If you have an emergency root canal, you’re in trouble—but it’s not necessarily the end of the world. An infected tooth that requires an emergency root canal is something to get checked out ASAP, but your dentist will be able to help you resolve the infection quickly and with little pain involved (especially compared to other dental procedures). Here’s what you need to know about emergency root canals and how they affect your health.
What Is An Emergency Root Canal?
An emergency root canal occurs when a tooth’s nerve becomes damaged and infected. The first symptom of an emergency root canal can be excruciating pain, which may grow increasingly more intense over time. The pain will typically come from the tooth itself or may radiate to other parts of your mouth. You may also experience swelling and discoloration around the tooth, or pus coming out of the gum line. An emergency root canal is often the result of trauma to the tooth – such as wisdom tooth extraction near me – but it can also be caused by a bacterial infection that has spread through the pulp chamber, by improper dental work, or even by grinding your teeth at night. Left untreated, it can lead to severe complications like necrosis of tissue surrounding the nerve and eventual loss of the tooth entirely.
What Are The Symptoms Of An Infected Root Canal?
The signs and symptoms of an infected tooth are often vague and difficult to notice. They may include a sore throat, fever, swollen lymph nodes, headache, or pain when chewing certain foods. If you experience these symptoms after visiting the dentist, it’s best to get in touch with them as soon as possible for professional advice. Generally, two scenarios can lead to infection of the dental pulp (the inside of the tooth): 1) bacteria enter through a crack in the tooth’s enamel; 2) bacteria enter through the gum tissue surrounding the tooth during dental treatment. If you have had a wisdom tooth extraction near me recently, please contact your dentist before going to bed so they can check for any sign of infection in your teeth.
How Long Does An Emergency Root Canal Take To Heal?
How long will it take for the tooth to heal after a root canal? The time it takes for your tooth to heal after a root is determined by how severe the infection was, how well you take care of the tooth post-procedure, and your overall health. In general, it takes anywhere from 1-3 months for the procedure to be completely healed. If you have any pain or sensitivity in the tooth post-procedure, that would be considered abnormal and you should contact your dentist as soon as possible.
Is There Anything I Can Do To Prevent An Infection?
The best way to prevent an infection is by not having the tooth removed in the first place, but this is often not possible. If you need to have a wisdom tooth extracted near me, make sure to see a dentist with experience extracting teeth. They will be able to assess any potential risks for infection before performing the procedure and will help minimize any risk of infection occurring.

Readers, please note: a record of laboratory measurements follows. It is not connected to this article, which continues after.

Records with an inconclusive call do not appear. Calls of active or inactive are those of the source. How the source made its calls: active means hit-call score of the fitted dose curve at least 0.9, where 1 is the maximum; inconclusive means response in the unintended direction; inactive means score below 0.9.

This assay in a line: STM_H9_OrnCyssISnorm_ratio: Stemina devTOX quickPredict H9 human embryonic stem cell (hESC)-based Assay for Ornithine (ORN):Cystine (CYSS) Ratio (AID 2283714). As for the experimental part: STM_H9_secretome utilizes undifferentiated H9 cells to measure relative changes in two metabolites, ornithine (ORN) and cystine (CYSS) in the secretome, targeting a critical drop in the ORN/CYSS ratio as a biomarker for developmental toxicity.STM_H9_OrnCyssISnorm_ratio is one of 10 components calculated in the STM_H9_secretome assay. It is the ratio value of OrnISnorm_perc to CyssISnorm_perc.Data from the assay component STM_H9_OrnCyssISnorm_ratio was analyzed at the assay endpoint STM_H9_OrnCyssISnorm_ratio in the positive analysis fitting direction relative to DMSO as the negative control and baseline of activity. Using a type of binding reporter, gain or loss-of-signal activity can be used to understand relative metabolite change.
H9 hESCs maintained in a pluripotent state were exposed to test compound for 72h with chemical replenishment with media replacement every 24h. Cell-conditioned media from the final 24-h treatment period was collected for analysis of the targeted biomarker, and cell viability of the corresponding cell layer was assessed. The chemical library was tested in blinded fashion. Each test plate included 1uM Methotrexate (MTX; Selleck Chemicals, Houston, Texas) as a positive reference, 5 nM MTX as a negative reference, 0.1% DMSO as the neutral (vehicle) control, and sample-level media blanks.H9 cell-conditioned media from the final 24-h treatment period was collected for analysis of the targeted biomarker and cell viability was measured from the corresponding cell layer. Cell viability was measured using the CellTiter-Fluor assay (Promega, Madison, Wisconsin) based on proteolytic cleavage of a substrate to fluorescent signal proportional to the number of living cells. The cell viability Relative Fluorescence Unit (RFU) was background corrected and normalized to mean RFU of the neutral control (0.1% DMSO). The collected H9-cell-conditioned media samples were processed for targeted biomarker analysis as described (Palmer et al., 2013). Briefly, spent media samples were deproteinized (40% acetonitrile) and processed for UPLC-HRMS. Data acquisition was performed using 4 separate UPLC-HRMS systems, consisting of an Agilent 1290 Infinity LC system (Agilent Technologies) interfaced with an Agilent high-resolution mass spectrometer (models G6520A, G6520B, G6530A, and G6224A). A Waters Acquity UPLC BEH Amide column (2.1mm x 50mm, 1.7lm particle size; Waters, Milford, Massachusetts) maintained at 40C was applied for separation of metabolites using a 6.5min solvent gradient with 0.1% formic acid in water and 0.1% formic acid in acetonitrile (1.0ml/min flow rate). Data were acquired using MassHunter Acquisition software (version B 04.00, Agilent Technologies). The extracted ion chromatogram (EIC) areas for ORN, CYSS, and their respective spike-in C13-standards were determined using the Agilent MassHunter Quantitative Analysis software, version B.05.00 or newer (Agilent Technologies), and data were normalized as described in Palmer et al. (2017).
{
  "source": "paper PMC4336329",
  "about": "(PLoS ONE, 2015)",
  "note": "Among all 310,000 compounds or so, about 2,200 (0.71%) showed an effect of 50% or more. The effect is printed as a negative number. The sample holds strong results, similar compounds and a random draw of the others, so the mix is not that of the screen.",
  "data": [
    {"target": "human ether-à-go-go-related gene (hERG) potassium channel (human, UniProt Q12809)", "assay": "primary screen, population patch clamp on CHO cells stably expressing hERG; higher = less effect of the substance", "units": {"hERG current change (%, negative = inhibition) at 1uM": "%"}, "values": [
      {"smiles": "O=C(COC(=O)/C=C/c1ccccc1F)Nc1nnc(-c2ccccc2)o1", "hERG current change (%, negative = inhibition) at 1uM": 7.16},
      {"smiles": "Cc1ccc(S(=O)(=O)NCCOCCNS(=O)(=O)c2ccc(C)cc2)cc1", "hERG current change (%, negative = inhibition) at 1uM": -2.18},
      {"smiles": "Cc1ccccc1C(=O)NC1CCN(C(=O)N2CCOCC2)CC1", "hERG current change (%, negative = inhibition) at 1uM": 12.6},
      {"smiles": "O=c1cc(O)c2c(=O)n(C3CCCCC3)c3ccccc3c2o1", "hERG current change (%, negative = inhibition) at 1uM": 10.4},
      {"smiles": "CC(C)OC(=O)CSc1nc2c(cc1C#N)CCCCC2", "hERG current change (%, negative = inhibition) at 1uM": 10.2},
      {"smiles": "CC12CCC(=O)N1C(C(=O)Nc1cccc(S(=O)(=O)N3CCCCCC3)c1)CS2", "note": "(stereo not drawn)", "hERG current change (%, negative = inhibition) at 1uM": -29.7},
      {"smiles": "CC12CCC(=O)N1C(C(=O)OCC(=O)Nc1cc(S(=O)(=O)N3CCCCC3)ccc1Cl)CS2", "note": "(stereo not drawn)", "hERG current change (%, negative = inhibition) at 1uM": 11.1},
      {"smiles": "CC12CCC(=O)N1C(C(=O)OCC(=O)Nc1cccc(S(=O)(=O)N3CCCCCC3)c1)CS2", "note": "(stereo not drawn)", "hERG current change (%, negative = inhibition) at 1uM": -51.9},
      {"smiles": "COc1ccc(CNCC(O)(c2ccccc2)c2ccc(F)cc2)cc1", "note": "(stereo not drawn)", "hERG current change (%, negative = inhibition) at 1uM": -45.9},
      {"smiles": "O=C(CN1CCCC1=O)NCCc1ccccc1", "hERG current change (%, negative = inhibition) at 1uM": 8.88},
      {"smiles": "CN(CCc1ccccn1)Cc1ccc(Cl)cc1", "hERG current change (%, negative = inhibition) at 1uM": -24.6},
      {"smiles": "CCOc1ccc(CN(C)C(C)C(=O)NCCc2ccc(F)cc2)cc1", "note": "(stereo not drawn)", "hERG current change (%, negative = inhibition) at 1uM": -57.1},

If your dentist does detect that you’re at risk for an infection after your wisdom teeth extraction near me, they can prescribe antibiotics or recommend other treatments as needed.
When Should I See A Dentist?
An emergency root canal is a dental procedure used to help save a tooth that has been badly damaged by an infection. It involves the dentist removing the diseased pulp tissue and cleaning out the area before filling it with a filling material. This may sound like something you can put off until your next dentist appointment, but there are risks associated with not getting an emergency root canal right away. Infection can spread throughout your jaw and cause complications, such as sepsis or death. According to The American Association of Endodontists, it’s important to get in touch with your dentist right away if you experience any symptoms such as severe pain or swelling, fever, chills, or persistent redness on or around the tooth.
What Are The Risks Of Not Getting An Emergency Root Canal?
Root canal infection, also known as acute apical periodontitis, can lead to some complications. The most common complication of a root canal infection is tooth abscess formation. Tooth abscesses are the result of pus and bacteria collecting beneath the gum line. Abscesses can range from mild to severe in size and can affect any or all teeth in the mouth. Severe cases may require surgical intervention and hospitalization for drainage and antibiotics. Other potential complications include chronic pain, necrosis (tissue death) of the jaw bone surrounding the affected tooth, sinusitis, osteomyelitis (infection of the bone), endocarditis (infection of the heart), and meningitis (infection of membranes surrounding the brain).